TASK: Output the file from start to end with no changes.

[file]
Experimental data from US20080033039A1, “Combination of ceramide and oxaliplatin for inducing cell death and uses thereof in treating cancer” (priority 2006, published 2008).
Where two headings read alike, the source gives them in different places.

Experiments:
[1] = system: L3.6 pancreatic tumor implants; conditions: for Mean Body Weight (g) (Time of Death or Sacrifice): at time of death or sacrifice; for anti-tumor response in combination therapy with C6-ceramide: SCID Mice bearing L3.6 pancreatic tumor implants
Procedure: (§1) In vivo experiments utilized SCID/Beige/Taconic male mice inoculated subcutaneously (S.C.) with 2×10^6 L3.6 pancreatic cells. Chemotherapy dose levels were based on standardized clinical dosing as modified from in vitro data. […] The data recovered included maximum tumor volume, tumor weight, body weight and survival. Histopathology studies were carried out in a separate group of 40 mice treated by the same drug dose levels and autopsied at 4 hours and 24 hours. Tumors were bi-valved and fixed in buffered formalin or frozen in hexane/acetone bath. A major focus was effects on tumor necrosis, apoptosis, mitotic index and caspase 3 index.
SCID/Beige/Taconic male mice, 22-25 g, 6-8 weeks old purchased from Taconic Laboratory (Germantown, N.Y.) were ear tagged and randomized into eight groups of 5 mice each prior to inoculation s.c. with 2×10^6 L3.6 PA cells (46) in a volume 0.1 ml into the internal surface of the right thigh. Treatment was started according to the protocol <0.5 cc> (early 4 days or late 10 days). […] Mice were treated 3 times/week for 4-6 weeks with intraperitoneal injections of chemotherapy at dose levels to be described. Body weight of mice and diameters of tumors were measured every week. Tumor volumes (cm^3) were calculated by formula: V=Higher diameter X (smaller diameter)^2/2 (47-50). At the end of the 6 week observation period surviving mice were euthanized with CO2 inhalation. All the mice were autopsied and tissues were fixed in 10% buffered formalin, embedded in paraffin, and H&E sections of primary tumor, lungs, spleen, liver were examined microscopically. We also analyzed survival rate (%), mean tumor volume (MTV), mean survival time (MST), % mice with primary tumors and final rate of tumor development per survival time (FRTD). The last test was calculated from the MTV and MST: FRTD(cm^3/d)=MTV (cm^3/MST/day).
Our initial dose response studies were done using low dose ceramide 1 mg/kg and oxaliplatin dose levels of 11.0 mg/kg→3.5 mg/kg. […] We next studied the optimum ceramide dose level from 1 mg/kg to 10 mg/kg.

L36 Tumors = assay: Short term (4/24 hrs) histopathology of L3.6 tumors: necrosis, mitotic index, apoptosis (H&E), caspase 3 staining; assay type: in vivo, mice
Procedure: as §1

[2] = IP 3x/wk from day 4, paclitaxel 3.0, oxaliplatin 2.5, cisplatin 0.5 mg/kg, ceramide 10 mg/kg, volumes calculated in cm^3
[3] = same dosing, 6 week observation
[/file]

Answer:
Experimental data from US20080033039A1, “Combination of ceramide and oxaliplatin for inducing cell death and uses thereof in treating cancer” (priority 2006, published 2008).
Where two headings read alike, the source gives them in different places.

Experiments:
[1] = system: L3.6 pancreatic tumor implants; conditions: for Mean Body Weight (g) (Time of Death or Sacrifice): at time of death or sacrifice; for anti-tumor response in combination therapy with C6-ceramide: SCID Mice bearing L3.6 pancreatic tumor implants
Procedure: (§1) In vivo experiments utilized SCID/Beige/Taconic male mice inoculated subcutaneously (S.C.) with 2×10^6 L3.6 pancreatic cells. Chemotherapy dose levels were based on standardized clinical dosing as modified from in vitro data. […] The data recovered included maximum tumor volume, tumor weight, body weight and survival. Histopathology studies were carried out in a separate group of 40 mice treated by the same drug dose levels and autopsied at 4 hours and 24 hours. Tumors were bi-valved and fixed in buffered formalin or frozen in hexane/acetone bath. A major focus was effects on tumor necrosis, apoptosis, mitotic index and caspase 3 index.
SCID/Beige/Taconic male mice, 22-25 g, 6-8 weeks old purchased from Taconic Laboratory (Germantown, N.Y.) were ear tagged and randomized into eight groups of 5 mice each prior to inoculation s.c. with 2×10^6 L3.6 PA cells (46) in a volume 0.1 ml into the internal surface of the right thigh. Treatment was started according to the protocol <0.5 cc> (early 4 days or late 10 days). […] Mice were treated 3 times/week for 4-6 weeks with intraperitoneal injections of chemotherapy at dose levels to be described. Body weight of mice and diameters of tumors were measured every week. Tumor volumes (cm^3) were calculated by formula: V=Higher diameter X (smaller diameter)^2/2 (47-50). At the end of the 6 week observation period surviving mice were euthanized with CO2 inhalation. All the mice were autopsied and tissues were fixed in 10% buffered formalin, embedded in paraffin, and H&E sections of primary tumor, lungs, spleen, liver were examined microscopically. We also analyzed survival rate (%), mean tumor volume (MTV), mean survival time (MST), % mice with primary tumors and final rate of tumor development per survival time (FRTD). The last test was calculated from the MTV and MST: FRTD(cm^3/d)=MTV (cm^3/MST/day).
Our initial dose response studies were done using low dose ceramide 1 mg/kg and oxaliplatin dose levels of 11.0 mg/kg→3.5 mg/kg. […] We next studied the optimum ceramide dose level from 1 mg/kg to 10 mg/kg.

L36 Tumors = assay: Short term (4/24 hrs) histopathology of L3.6 tumors: necrosis, mitotic index, apoptosis (H&E), caspase 3 staining; assay type: in vivo, mice
Procedure: as §1

[2] = IP 3x/wk from day 4, paclitaxel 3.0, oxaliplatin 2.5, cisplatin 0.5 mg/kg, ceramide 10 mg/kg, volumes calculated in cm^3
[3] = same dosing, 6 week observation